Configure Linux / UNIX Dns Resolver To Append Domain Search Names And Path ( ndots options )

I‘m using CentOS Linux server version 5.x/6.x+. How do I configure a system so that the DNS resolver will append search path extensions to hostnames that have dots in them? For example, my domain name is when I query for mail hostname it should append and return the IP address of hostname.

You can easily configure the domain search list. The search list is normally determined from the local domain name; by default, it contains only the local domain name. [donotprint]
Tutorial details
Difficulty Easy (rss)
Root privileges Yes
Requirements None
Time 2m
[/donotprint]This may be changed by listing the desired domain search path following the search keyword with spaces or tabs separating the names. Resolver queries having fewer than ndots dots (default is 1) in them will be attempted using each component of the search path in turn until a match is found. For environments with multiple subdomains please read options ndots:n below to avoid man-in-the-middle attacks and unnecessary traffic for the root-dns-servers. Note that this process may be slow and will generate a lot of network traffic if the servers for the listed domains are not local, and that queries will time out if no server is available for one of the domains.


Open /etc/resolv.conf file, enter:
# vi /etc/resolv.conf
$ sudo vi /etc/resolv.conf
Now add search path as follows:
Save and close the file.

Optional ntdots configuration

Please note that you may also need to use ndots:n option to sets a threshold for the number of dots which must appear in a name given to query before an initial absolute query will be made. The default for n is “1”, meaning that if there are any dots in a name, the name will be tried first as an absolute name before any search list elements are appended to it. For example set ndots to 2 as follows, to answer nslookup f1.mail query to get IP for hostname:
## config file - /etc/resolv.conf ##
options ndots:2

Save and close the file.

Test it

Use host command or dig command as follows:

$ host f1
$ host mail
$ dig smtp


  • The search list is currently limited to six domains with a total of 256 characters.

Help /etc/resolv.conf file overwritten by dhclient on a Linux based system

You may find that /etc/resolve.conf is being generated and overwritten by dhcp client, so any changes made to /etc/resolv.conf file will be subsequently overwritten. See how to fix this issue by reading the following tutorial:

🐧 Get the latest tutorials on Linux, Open Source & DevOps via RSS feed or Weekly email newsletter.

🐧 4 comments so far... add one

CategoryList of Unix and Linux commands
File Managementcat
FirewallAlpine Awall CentOS 8 OpenSUSE RHEL 8 Ubuntu 16.04 Ubuntu 18.04 Ubuntu 20.04
Network Utilitiesdig host ip nmap
OpenVPNCentOS 7 CentOS 8 Debian 10 Debian 8/9 Ubuntu 18.04 Ubuntu 20.04
Package Managerapk apt
Processes Managementbg chroot cron disown fg jobs killall kill pidof pstree pwdx time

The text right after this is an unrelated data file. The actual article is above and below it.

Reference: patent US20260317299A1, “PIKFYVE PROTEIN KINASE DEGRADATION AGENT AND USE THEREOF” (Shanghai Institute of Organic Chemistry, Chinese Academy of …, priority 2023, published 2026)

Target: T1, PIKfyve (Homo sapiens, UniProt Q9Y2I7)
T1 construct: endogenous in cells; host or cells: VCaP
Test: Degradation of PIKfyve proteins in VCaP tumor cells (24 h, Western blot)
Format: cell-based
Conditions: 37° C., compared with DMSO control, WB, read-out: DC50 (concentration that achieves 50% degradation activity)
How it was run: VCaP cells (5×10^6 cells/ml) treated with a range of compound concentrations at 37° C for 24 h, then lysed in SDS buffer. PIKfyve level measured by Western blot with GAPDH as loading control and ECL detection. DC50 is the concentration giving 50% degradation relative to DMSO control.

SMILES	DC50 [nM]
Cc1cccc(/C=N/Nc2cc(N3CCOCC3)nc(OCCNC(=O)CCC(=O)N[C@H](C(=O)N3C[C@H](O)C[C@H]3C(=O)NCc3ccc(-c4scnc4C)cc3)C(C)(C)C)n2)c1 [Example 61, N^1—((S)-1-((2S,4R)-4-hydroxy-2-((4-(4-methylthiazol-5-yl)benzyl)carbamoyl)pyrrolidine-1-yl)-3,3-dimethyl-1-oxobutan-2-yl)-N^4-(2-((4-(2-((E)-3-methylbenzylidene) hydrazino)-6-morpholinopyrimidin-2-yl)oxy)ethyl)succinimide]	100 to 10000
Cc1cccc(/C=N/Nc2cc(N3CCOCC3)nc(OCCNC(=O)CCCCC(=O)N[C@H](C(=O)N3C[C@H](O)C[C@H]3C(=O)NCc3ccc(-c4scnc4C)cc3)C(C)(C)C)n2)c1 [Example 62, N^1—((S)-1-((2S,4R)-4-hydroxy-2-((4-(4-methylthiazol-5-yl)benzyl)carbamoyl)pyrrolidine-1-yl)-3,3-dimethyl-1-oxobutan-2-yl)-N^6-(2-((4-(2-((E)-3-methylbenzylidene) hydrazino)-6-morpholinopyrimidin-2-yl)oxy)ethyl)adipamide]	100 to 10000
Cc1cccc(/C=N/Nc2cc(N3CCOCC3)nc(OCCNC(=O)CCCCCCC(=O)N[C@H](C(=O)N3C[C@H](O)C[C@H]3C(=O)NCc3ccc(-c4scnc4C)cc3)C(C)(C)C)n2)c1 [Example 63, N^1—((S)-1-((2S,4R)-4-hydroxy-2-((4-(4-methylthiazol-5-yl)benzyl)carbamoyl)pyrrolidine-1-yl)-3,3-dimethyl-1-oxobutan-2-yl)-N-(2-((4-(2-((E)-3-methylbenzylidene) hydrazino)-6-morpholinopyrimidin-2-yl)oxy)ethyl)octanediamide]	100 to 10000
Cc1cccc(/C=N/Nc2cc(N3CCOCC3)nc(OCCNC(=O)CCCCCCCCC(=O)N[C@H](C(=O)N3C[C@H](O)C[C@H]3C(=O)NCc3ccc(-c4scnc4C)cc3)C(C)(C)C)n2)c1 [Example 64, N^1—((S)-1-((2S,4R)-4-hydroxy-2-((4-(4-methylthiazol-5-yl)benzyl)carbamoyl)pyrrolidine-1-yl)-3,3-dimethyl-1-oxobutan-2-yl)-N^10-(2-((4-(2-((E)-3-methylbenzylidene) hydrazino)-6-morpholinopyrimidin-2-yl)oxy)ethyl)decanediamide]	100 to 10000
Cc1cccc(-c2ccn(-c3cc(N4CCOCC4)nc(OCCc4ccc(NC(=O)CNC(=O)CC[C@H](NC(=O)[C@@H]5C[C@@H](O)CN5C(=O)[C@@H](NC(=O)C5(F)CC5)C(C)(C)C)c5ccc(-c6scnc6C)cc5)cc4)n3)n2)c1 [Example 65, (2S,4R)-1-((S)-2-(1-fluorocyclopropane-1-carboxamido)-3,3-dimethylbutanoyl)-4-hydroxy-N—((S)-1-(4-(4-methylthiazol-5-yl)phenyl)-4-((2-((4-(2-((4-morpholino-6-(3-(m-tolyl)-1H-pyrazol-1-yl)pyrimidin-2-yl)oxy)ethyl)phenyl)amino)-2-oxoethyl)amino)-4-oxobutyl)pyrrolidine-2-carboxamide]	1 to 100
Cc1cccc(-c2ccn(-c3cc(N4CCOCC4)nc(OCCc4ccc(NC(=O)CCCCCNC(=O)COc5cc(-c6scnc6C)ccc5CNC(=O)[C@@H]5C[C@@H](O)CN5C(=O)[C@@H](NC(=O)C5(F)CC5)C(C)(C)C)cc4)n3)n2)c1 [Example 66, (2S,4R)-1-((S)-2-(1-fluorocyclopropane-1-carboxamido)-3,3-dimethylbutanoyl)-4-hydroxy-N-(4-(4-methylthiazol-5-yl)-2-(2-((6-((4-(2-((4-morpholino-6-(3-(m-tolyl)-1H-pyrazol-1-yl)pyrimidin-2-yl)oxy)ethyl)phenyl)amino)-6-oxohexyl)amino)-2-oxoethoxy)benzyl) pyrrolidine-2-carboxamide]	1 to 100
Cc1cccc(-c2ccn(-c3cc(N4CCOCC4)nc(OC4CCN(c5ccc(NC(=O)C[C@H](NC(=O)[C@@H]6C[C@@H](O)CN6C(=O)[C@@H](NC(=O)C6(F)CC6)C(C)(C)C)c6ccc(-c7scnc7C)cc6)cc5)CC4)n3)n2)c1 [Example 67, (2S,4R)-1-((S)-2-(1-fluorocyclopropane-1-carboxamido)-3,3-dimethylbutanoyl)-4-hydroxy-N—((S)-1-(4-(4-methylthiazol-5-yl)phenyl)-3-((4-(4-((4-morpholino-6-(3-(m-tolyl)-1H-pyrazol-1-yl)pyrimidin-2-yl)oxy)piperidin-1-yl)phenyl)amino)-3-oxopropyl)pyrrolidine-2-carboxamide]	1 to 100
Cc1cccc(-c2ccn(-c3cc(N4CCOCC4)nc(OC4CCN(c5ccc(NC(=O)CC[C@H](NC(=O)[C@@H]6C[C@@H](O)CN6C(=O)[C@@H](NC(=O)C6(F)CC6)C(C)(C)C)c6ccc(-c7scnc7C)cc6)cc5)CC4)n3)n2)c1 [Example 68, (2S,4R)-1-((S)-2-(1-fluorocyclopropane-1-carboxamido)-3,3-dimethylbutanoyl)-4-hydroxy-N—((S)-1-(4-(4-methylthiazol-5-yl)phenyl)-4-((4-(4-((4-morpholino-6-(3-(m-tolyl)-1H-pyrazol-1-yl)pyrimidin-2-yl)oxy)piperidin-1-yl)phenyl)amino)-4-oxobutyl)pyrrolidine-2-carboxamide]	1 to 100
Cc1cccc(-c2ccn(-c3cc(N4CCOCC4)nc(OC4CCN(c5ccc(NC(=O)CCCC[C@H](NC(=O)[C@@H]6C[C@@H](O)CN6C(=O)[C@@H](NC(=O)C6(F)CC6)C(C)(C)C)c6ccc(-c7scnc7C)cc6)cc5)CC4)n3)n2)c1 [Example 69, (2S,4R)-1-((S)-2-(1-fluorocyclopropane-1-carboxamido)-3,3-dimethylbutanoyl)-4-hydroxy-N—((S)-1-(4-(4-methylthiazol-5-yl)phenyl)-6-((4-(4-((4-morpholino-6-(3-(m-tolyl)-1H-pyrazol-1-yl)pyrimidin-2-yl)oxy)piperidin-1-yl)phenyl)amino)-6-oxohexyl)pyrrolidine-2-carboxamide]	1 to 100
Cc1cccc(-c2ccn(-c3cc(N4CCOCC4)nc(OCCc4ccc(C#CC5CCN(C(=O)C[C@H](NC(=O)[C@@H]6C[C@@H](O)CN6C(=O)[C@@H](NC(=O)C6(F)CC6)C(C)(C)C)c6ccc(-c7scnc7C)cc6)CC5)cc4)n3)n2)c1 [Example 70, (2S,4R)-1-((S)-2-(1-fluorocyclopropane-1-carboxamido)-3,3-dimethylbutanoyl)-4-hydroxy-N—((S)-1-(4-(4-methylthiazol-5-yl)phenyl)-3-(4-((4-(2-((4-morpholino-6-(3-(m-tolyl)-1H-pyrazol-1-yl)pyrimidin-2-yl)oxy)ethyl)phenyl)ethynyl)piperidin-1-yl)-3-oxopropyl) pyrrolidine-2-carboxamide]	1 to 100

Searchinggrep whereis which
User Informationgroups id lastcomm last lid/libuser-lid logname members users whoami who w
WireGuard VPNAlpine CentOS 8 Debian 10 Firewall Ubuntu 20.04
4 comments… add one
  • vinod Jul 9, 2007 @ 11:13

    What all the Daily Activities need to be done on a freebsd server,

  • Hari May 8, 2010 @ 5:54

    I am using CentOS 5.3 and for me /etc/resolve.conf is being generated by /sbin/dhclient-script, so any changes done to this file will be subsequently overwritten. I am trying to find a different way to add the search order.

  • Henry Jun 5, 2012 @ 1:04

    In regards to Hari’s question, I guess this was never answered, but I’ll answer it here because this page appears to be one of the first that pops up when I Google this particular question.

    These instructions work on my CentOS 5.6 workstation.

    The reason /etc/resolv.conf is being overwritten is because you’ve configured your DHCP client to get automatically obtain DNS information from the “provider”, thereby overwriting your changes everytime you reboot or restart your network services.

    To stop this, edit the following file:
    And set “PEERDNS=no”

    You should now be able to update /etc/resolv.conf with additional “search [domain]” lines and it should stick, even after rebooting.

    The following page provides additional information:

    If you’re running KDE, you can go into System > Administration > Network > Devices and double-click the appropriate eth device. Then uncheck “Automatically obtain DNS information from provider”. Go back to the “DNS” tab and add your additional domain suffixes separated by spaces. Save and exit. Restart your network services using “/etc/init.d/network restart” or reboot.

    Hopefully this helps someone.

  • Wellington Torrejais da Silva Mar 11, 2016 @ 17:22


Leave a Reply

Your email address will not be published.

Use HTML <pre>...</pre> for code samples. Problem posting comment? Email me @